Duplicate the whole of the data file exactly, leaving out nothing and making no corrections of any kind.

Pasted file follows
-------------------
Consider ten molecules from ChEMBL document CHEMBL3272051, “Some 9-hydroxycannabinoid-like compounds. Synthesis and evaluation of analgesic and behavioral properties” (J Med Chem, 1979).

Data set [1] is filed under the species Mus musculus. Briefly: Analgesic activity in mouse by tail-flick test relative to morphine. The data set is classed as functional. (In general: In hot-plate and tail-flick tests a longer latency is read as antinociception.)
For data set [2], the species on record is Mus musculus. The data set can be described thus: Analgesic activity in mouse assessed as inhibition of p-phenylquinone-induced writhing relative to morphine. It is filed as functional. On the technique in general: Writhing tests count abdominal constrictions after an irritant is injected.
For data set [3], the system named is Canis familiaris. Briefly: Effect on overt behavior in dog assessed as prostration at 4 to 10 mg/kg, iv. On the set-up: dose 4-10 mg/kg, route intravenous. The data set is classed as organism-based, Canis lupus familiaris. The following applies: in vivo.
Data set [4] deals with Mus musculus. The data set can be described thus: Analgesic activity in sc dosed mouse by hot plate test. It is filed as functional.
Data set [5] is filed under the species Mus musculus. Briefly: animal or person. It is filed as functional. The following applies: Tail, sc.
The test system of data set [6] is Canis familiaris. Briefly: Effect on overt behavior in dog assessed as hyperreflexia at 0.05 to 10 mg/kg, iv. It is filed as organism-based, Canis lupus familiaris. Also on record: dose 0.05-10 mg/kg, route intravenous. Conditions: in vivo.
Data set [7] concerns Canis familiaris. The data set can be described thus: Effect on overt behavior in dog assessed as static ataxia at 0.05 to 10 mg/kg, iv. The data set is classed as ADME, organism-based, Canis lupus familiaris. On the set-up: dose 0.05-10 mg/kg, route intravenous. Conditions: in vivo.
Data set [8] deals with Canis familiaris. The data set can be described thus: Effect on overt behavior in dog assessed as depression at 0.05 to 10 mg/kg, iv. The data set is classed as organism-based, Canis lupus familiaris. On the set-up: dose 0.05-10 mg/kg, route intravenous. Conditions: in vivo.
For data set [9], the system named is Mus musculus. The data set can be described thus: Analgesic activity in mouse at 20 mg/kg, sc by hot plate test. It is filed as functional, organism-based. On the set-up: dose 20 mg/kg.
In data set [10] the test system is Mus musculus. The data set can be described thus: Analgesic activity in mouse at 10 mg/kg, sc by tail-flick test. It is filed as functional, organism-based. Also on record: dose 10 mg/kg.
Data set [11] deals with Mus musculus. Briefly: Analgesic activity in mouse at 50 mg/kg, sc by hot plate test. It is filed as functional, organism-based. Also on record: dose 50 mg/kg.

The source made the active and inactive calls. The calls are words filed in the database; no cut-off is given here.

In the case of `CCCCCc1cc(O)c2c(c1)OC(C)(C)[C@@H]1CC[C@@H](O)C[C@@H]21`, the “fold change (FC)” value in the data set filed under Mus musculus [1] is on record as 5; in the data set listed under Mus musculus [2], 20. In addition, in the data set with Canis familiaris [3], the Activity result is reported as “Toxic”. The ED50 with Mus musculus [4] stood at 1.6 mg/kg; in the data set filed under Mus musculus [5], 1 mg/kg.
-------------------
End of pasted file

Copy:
Consider ten molecules from ChEMBL document CHEMBL3272051, “Some 9-hydroxycannabinoid-like compounds. Synthesis and evaluation of analgesic and behavioral properties” (J Med Chem, 1979).

Data set [1] is filed under the species Mus musculus. Briefly: Analgesic activity in mouse by tail-flick test relative to morphine. The data set is classed as functional. (In general: In hot-plate and tail-flick tests a longer latency is read as antinociception.)
For data set [2], the species on record is Mus musculus. The data set can be described thus: Analgesic activity in mouse assessed as inhibition of p-phenylquinone-induced writhing relative to morphine. It is filed as functional. On the technique in general: Writhing tests count abdominal constrictions after an irritant is injected.
For data set [3], the system named is Canis familiaris. Briefly: Effect on overt behavior in dog assessed as prostration at 4 to 10 mg/kg, iv. On the set-up: dose 4-10 mg/kg, route intravenous. The data set is classed as organism-based, Canis lupus familiaris. The following applies: in vivo.
Data set [4] deals with Mus musculus. The data set can be described thus: Analgesic activity in sc dosed mouse by hot plate test. It is filed as functional.
Data set [5] is filed under the species Mus musculus. Briefly: animal or person. It is filed as functional. The following applies: Tail, sc.
The test system of data set [6] is Canis familiaris. Briefly: Effect on overt behavior in dog assessed as hyperreflexia at 0.05 to 10 mg/kg, iv. It is filed as organism-based, Canis lupus familiaris. Also on record: dose 0.05-10 mg/kg, route intravenous. Conditions: in vivo.
Data set [7] concerns Canis familiaris. The data set can be described thus: Effect on overt behavior in dog assessed as static ataxia at 0.05 to 10 mg/kg, iv. The data set is classed as ADME, organism-based, Canis lupus familiaris. On the set-up: dose 0.05-10 mg/kg, route intravenous. Conditions: in vivo.
Data set [8] deals with Canis familiaris. The data set can be described thus: Effect on overt behavior in dog assessed as depression at 0.05 to 10 mg/kg, iv. The data set is classed as organism-based, Canis lupus familiaris. On the set-up: dose 0.05-10 mg/kg, route intravenous. Conditions: in vivo.
For data set [9], the system named is Mus musculus. The data set can be described thus: Analgesic activity in mouse at 20 mg/kg, sc by hot plate test. It is filed as functional, organism-based. On the set-up: dose 20 mg/kg.
In data set [10] the test system is Mus musculus. The data set can be described thus: Analgesic activity in mouse at 10 mg/kg, sc by tail-flick test. It is filed as functional, organism-based. Also on record: dose 10 mg/kg.
Data set [11] deals with Mus musculus. Briefly: Analgesic activity in mouse at 50 mg/kg, sc by hot plate test. It is filed as functional, organism-based. Also on record: dose 50 mg/kg.

The source made the active and inactive calls. The calls are words filed in the database; no cut-off is given here.

In the case of `CCCCCc1cc(O)c2c(c1)OC(C)(C)[C@@H]1CC[C@@H](O)C[C@@H]21`, the “fold change (FC)” value in the data set filed under Mus musculus [1] is on record as 5; in the data set listed under Mus musculus [2], 20. In addition, in the data set with Canis familiaris [3], the Activity result is reported as “Toxic”. The ED50 with Mus musculus [4] stood at 1.6 mg/kg; in the data set filed under Mus musculus [5], 1 mg/kg.